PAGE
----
Two judges accused FERC of not doing its duty. At stake: shutting down Sabal Trail, and maybe reforming FERC, in oral arguments today on Sierra Club, Flint Riverkeeper, and Chattachoochee Riverkeeper v. Federal Energy Regulatory Commission, Case No. 16-1329 in the U.S. DC Court of Appeals.
Lena Moffit, Sierra Club Florida News, 18 April 2017, Sierra Club attorneys argue against Sabal Trail gas pipeline at DC Circuit Court of Appeals,
Judge [Judith W.] Rogers said at one point to the FERC lawyer, regarding their need to assess the full climate impacts of the project, “So, FERC just doesn’t have to do it’s duty because it thinks someone else will?”
Ellen M. Gilmer, E&E News, 18 April 2017, Judge slams FERC’s climate review,
[Judge Thomas B.] Griffith also appeared skeptical of FERC’s position, asking Fulton and counsel for industry intervenors why they were so resistant to the idea of attempting to quantify downstream emissions.
“It wouldn’t have been hard to do, right, with all that information available?” he asked Fulton.
Fulton responded that “it would not have been hard to do, but it would have been hard to do in a meaningfully informative way,” because it is difficult to estimate how much of the project’s natural gas would be used to replace coal in power plants.
LLNL estimates only about 28% of Florida electricity came from coal in 2014 (see figure above).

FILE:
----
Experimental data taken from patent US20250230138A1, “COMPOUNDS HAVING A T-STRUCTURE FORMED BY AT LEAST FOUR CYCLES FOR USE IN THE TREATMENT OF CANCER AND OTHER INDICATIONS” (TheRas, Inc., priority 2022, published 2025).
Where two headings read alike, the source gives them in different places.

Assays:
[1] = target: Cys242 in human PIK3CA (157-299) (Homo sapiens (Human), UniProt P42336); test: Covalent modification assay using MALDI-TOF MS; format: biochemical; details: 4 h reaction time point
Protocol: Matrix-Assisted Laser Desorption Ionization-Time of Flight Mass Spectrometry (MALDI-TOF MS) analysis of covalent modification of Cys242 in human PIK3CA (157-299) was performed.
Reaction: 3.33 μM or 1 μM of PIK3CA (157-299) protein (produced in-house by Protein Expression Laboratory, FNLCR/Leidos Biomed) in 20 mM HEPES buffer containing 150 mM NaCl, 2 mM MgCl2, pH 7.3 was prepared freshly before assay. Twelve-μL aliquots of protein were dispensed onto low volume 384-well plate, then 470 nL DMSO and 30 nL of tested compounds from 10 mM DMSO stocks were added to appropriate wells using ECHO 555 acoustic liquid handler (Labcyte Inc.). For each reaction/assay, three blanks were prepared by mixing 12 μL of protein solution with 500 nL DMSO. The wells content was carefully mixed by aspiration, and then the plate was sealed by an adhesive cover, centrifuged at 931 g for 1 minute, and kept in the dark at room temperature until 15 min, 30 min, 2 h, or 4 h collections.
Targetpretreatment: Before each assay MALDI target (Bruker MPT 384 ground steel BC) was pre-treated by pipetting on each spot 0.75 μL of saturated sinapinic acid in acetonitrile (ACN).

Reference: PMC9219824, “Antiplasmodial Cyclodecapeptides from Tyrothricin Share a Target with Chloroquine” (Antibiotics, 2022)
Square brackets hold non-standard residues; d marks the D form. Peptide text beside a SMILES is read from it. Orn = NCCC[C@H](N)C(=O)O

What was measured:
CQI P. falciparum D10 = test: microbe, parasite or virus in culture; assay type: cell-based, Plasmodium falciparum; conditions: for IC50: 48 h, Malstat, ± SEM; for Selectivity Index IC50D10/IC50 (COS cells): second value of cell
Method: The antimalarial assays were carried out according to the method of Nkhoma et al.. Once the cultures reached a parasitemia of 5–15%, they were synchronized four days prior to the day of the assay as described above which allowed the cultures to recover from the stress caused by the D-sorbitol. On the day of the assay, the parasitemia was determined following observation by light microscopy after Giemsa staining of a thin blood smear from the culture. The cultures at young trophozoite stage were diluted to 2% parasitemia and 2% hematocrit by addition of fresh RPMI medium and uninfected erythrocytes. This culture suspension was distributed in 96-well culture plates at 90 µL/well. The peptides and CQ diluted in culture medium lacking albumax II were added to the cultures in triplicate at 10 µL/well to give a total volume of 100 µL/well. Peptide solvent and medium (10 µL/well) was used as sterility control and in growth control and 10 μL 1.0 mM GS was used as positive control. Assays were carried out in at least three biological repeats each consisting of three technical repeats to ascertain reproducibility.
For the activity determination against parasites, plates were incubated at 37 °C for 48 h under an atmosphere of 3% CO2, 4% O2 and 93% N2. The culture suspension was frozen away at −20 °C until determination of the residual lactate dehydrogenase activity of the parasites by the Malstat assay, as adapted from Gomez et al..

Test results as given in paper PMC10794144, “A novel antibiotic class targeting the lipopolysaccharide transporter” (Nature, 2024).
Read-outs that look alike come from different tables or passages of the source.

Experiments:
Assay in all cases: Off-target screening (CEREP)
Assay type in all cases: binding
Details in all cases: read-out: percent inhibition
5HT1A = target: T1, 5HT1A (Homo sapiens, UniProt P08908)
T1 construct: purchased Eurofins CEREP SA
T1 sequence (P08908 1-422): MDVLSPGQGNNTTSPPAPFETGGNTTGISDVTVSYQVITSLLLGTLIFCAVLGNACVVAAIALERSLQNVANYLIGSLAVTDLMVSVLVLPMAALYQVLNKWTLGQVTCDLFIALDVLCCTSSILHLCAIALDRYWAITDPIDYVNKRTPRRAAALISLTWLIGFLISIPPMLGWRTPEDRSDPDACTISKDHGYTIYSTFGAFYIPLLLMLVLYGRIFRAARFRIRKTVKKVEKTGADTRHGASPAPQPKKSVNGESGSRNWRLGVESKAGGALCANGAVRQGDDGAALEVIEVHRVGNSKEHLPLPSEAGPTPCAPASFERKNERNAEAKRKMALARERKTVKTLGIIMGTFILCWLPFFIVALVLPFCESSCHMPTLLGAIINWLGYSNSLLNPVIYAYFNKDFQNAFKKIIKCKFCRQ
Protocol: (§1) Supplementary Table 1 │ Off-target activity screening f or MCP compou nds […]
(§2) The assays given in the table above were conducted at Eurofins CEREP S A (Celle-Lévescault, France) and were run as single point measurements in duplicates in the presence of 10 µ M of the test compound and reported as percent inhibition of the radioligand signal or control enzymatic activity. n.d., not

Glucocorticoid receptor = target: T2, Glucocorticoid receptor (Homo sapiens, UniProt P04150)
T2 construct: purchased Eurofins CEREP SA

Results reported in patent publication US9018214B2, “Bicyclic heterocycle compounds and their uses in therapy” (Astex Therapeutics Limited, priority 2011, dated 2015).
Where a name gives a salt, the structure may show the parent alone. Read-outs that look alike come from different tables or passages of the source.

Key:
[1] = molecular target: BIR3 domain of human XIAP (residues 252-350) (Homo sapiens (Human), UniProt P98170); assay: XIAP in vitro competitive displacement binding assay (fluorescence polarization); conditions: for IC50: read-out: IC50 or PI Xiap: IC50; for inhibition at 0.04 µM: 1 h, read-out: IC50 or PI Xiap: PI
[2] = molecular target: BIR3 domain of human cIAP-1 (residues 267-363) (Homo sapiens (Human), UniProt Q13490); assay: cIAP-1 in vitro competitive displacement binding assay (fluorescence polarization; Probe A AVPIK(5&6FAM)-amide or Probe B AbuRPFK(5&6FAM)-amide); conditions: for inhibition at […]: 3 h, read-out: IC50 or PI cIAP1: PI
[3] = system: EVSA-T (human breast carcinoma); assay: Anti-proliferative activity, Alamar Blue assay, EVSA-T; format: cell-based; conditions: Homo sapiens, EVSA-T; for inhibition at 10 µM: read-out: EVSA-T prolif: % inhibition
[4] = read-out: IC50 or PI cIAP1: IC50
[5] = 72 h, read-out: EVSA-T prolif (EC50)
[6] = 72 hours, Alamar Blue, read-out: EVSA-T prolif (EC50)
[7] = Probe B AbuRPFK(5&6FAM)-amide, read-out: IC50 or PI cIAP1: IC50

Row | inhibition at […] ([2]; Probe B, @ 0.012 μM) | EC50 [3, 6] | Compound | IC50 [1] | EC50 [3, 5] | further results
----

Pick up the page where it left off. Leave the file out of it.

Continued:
FPL has been shutting down coal plants since then, leaving only a smaller number left that Sabal Trail gas could possibly be used to convert.
And why depend on third-party sources? NextEra, FPL’s parent, is a part-owner of Sabal Trail. FERC could make them cough up hard numbers.
Of course, it actually is hard to quantify donwstream emissions, since pipelines, compressor stations, and gas plants leak unpredictably, but Sabal Trail doesn’t want to talk about that.
Whatever the actual number is, it’s way higher than the zero emissions generating power with solar panels would produce. That should be the real comparison; a comparison Sabal Trail and FERC studiously avoided ever entertaining seriously.
Sabal Trail’s one stab at considering solar power that I know of gave me much of what I needed to demonstrate that half of Sabal Trail’s acreage could generate just as much electricity through solar power.
And that was at 2014 solar prices.
For current solar prices, by the most conservative comparison I can come up with, for the $3.2 billion price tag for Sabal Trail and FSC, FPL could buy 5 times as much electricity from solar power, with no emissions, no emminent domain, no drilling under rivers or through wetlands, and no risk of leaks or explosions.
Maybe my numbers aren’t perfect. But where is Sabal Trail, FPL, or FERC’s similar comparison?
Oh, right, in its 2 February 2016 Order giving Sabal Trail a certificate of convenience and necessity (and federal eminent domain) FERC wrote:
“85. We also have no reason to contest Florida Power & Light’s purported demand for natural gas. The Florida Public Service Commission issued an order finding that Florida Power & Light had demonstrated a need for additional firm capacity.”
Back in 2013 FPL convinced the Florida PSC of that need by claiming Florida needed 13% more electricity over the following decade.
Yet in its April 2016 Ten Year Plan FPL admitted in boldface in the Executive Summary that:
“Difference: FPL does not project a significant long-term additional resource need until the years 2024 and 2025.”
Seems like FERC needs to revisit its paragraph 88.
And maybe somebody ought to sue FL-PSC, as well.
-jsq, John S. Quarterman, Suwannee RIVERKEEPER®
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